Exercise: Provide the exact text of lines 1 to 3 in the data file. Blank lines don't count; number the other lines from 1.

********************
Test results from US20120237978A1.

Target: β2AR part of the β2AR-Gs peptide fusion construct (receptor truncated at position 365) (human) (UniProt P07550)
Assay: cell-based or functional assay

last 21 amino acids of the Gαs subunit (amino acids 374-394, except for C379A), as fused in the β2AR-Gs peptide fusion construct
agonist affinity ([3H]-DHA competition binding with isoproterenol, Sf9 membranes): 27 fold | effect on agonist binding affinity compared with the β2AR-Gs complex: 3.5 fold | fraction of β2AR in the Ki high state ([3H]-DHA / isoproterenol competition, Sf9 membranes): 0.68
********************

Test results from US20120237978A1.

Target: β2AR part of the β2AR-Gs peptide fusion construct (receptor truncated at position 365) (human) (UniProt P07550)
Assay: cell-based or functional assay